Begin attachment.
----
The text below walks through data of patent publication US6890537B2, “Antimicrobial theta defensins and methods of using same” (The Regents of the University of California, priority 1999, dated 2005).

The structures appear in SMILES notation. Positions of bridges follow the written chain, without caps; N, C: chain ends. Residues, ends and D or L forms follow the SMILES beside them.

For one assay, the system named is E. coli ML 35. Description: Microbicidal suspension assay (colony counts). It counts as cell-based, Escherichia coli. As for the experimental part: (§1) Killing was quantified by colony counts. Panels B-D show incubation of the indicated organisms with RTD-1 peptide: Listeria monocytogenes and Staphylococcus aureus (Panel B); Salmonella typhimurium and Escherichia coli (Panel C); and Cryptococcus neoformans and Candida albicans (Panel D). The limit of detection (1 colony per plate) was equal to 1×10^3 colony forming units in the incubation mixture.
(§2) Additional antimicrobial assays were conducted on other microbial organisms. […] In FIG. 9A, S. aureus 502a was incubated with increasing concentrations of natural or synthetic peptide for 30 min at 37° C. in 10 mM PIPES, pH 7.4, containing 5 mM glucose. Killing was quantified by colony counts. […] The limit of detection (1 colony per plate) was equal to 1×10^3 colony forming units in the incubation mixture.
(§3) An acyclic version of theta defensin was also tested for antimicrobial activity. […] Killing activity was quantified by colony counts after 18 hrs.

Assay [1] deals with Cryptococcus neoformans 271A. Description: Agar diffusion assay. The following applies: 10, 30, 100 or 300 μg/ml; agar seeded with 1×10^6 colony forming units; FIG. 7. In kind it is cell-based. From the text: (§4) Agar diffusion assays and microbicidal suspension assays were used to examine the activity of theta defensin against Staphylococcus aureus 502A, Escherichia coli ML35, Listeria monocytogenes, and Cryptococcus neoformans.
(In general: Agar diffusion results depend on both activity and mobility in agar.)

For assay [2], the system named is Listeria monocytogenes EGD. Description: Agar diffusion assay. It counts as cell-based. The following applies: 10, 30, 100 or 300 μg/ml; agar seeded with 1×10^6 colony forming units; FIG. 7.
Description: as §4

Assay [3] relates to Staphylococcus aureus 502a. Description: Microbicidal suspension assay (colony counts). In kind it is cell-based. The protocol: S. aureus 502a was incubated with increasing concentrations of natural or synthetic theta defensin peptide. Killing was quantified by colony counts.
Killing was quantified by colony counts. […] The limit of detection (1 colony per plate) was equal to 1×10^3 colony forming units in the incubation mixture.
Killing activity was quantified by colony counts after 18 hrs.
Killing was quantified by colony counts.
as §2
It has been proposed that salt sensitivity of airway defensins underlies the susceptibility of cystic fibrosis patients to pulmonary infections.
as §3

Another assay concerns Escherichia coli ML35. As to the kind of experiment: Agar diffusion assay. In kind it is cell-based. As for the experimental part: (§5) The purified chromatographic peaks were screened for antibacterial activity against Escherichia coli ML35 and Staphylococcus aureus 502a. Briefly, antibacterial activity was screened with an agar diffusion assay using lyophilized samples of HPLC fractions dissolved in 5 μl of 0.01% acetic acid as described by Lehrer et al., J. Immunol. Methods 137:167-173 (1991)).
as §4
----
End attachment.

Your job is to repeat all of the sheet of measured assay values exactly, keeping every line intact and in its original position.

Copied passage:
The text below walks through data of patent publication US6890537B2, “Antimicrobial theta defensins and methods of using same” (The Regents of the University of California, priority 1999, dated 2005).

The structures appear in SMILES notation. Positions of bridges follow the written chain, without caps; N, C: chain ends. Residues, ends and D or L forms follow the SMILES beside them.

For one assay, the system named is E. coli ML 35. Description: Microbicidal suspension assay (colony counts). It counts as cell-based, Escherichia coli. As for the experimental part: (§1) Killing was quantified by colony counts. Panels B-D show incubation of the indicated organisms with RTD-1 peptide: Listeria monocytogenes and Staphylococcus aureus (Panel B); Salmonella typhimurium and Escherichia coli (Panel C); and Cryptococcus neoformans and Candida albicans (Panel D). The limit of detection (1 colony per plate) was equal to 1×10^3 colony forming units in the incubation mixture.
(§2) Additional antimicrobial assays were conducted on other microbial organisms. […] In FIG. 9A, S. aureus 502a was incubated with increasing concentrations of natural or synthetic peptide for 30 min at 37° C. in 10 mM PIPES, pH 7.4, containing 5 mM glucose. Killing was quantified by colony counts. […] The limit of detection (1 colony per plate) was equal to 1×10^3 colony forming units in the incubation mixture.
(§3) An acyclic version of theta defensin was also tested for antimicrobial activity. […] Killing activity was quantified by colony counts after 18 hrs.

Assay [1] deals with Cryptococcus neoformans 271A. Description: Agar diffusion assay. The following applies: 10, 30, 100 or 300 μg/ml; agar seeded with 1×10^6 colony forming units; FIG. 7. In kind it is cell-based. From the text: (§4) Agar diffusion assays and microbicidal suspension assays were used to examine the activity of theta defensin against Staphylococcus aureus 502A, Escherichia coli ML35, Listeria monocytogenes, and Cryptococcus neoformans.
(In general: Agar diffusion results depend on both activity and mobility in agar.)

For assay [2], the system named is Listeria monocytogenes EGD. Description: Agar diffusion assay. It counts as cell-based. The following applies: 10, 30, 100 or 300 μg/ml; agar seeded with 1×10^6 colony forming units; FIG. 7.
Description: as §4

Assay [3] relates to Staphylococcus aureus 502a. Description: Microbicidal suspension assay (colony counts). In kind it is cell-based. The protocol: S. aureus 502a was incubated with increasing concentrations of natural or synthetic theta defensin peptide. Killing was quantified by colony counts.
Killing was quantified by colony counts. […] The limit of detection (1 colony per plate) was equal to 1×10^3 colony forming units in the incubation mixture.
Killing activity was quantified by colony counts after 18 hrs.
Killing was quantified by colony counts.
as §2
It has been proposed that salt sensitivity of airway defensins underlies the susceptibility of cystic fibrosis patients to pulmonary infections.
as §3

Another assay concerns Escherichia coli ML35. As to the kind of experiment: Agar diffusion assay. In kind it is cell-based. As for the experimental part: (§5) The purified chromatographic peaks were screened for antibacterial activity against Escherichia coli ML35 and Staphylococcus aureus 502a. Briefly, antibacterial activity was screened with an agar diffusion assay using lyophilized samples of HPLC fractions dissolved in 5 μl of 0.01% acetic acid as described by Lehrer et al., J. Immunol. Methods 137:167-173 (1991)).
as §4